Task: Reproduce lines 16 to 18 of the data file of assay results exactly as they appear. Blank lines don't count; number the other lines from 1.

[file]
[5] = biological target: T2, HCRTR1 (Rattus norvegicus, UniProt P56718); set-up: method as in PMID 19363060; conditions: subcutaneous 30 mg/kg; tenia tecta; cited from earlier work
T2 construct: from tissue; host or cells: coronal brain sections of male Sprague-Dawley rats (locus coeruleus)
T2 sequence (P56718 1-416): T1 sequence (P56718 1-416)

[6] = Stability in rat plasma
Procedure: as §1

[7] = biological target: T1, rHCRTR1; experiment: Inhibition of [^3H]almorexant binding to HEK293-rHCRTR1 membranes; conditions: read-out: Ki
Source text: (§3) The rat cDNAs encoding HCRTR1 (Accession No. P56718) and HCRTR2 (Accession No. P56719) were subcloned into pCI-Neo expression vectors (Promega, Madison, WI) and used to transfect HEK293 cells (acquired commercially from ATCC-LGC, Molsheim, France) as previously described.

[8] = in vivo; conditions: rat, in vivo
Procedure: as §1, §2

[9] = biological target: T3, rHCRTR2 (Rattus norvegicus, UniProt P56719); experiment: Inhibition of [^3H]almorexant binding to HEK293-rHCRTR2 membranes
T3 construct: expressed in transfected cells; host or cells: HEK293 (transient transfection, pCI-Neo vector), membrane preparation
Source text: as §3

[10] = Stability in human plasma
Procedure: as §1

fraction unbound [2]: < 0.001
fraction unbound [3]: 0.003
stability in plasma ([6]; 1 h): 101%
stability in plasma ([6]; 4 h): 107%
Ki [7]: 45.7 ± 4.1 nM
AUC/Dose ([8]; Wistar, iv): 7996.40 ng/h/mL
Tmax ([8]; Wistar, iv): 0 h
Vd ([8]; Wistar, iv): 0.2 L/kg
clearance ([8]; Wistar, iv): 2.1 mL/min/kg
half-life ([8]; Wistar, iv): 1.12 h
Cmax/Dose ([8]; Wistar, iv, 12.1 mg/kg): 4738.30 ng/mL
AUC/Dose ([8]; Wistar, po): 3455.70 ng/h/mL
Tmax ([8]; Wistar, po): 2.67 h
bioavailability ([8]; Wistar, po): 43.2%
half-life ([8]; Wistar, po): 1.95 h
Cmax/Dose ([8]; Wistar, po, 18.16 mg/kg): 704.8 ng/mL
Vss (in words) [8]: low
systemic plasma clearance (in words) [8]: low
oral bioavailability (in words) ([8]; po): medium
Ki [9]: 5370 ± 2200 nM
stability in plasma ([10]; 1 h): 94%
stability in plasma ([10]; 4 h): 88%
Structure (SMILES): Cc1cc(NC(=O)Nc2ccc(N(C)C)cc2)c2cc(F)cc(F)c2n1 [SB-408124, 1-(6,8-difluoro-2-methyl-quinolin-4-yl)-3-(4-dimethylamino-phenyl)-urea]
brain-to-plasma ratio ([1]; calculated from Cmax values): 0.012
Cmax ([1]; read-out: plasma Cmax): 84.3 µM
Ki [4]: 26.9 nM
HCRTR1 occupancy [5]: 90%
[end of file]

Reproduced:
fraction unbound [3]: 0.003
stability in plasma ([6]; 1 h): 101%
stability in plasma ([6]; 4 h): 107%